Robert J. Garra Jr., PE of CannonDesign recently contributed an article to CONSULTING-SPECIFYING ENGINEER, in which he makes a case for the importance of emphasizing controls in a quality lighting design, while laying out principles for application.
B2B research firm Accountability Information Management, Inc. (AIM) recently published a comprehensive new report, Quality is Key to Being a Player in Lighting Control Specifications. Or is it?
By early 2020, the American Society of Heating, Refrigerating, and Air-Conditioning Engineers (ASHRAE) is expected to release a new version of the BACnet building automation system protocol. BACnet Secure Connect, or BACnet/SC, brings this popular open industry standard into the Internet of Things (IoT) age by enabling the easy and secure transfer of large volumes of data.
Space utilization and indoor positioning are key non-energy benefits of networked lighting controls, writes Steve Mesh, adding that they can provide additional value in a project beyond simple energy savings.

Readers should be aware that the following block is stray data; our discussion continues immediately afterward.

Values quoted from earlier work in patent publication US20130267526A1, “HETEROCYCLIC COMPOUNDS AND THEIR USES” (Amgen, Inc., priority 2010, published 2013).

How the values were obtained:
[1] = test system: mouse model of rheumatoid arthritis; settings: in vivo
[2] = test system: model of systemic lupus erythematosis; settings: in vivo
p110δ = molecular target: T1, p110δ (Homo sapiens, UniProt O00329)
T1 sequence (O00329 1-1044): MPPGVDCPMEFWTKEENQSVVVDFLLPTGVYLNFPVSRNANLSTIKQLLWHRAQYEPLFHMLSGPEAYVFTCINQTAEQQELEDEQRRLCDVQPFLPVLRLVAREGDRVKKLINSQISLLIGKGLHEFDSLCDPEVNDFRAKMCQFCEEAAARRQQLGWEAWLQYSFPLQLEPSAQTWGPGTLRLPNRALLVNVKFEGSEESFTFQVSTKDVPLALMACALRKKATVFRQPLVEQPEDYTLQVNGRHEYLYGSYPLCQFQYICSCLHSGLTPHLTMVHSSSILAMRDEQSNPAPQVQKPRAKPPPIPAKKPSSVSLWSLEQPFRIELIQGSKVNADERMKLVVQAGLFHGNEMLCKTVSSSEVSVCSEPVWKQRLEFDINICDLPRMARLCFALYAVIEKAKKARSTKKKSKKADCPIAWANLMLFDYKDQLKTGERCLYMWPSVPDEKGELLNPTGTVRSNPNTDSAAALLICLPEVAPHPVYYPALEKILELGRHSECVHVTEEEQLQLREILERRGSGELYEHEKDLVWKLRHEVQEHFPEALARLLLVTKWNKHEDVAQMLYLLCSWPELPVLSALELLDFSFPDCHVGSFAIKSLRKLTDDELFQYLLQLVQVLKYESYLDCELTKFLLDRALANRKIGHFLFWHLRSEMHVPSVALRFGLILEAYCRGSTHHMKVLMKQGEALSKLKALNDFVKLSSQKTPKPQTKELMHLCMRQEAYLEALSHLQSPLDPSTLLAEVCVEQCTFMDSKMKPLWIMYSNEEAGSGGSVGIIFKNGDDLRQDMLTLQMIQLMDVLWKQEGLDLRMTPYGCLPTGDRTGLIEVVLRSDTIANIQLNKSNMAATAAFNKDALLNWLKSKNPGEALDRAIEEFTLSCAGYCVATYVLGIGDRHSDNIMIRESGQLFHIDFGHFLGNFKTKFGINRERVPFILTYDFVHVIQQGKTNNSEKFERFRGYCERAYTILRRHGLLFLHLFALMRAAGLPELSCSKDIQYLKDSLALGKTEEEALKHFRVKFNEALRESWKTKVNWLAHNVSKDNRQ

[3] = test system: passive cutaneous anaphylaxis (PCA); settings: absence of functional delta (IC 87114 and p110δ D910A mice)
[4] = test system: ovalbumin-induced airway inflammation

In August 2019, the University of Oregon published a whitepaper, “The Impact of Lighting and Views in the Workplace of the Future.” The paper concludes that daylighted spaces with controlled lighting and views can improve occupant well-being, workplace productivity, and satisfaction by positively influencing various physiological and psychological processes. Lighting and views also impact property value and employee recruitment and retention, the researchers said.
“Delivering lighting controls is the work of the membership of the Lighting Controls Association. But who is responsible for commissioning them?” writes Thomas Paterson, Director of Lux Populi.
In this blog post, OSRAM makes a case for integrating smart lighting with building management systems.
In this article, C. Webster Marsh, designer with Horton Lees Brogden, discusses the topic of interfaces between incompatible devices designed to different protocols, and how to get the best results.
Tunable-white LED lighting offers highly efficient general illumination combined with dimming and the ability to tune correlated color temperature (CCT) from warm- to cool-white. A strong potential application is classrooms, where teachers can set lighting/visual conditions to support classroom activities. In May 2019, the Department of Energy (DOE) published a Pacific Northwest National Laboratory (PNNL) report evaluating a trial installation of tunable-white lighting systems at three classrooms in an elementary school in Folsom, California.
If you haven’t been to LightFair in recent years, rest assured that lighting controls is the “next big thing,” writes Steve Mesh.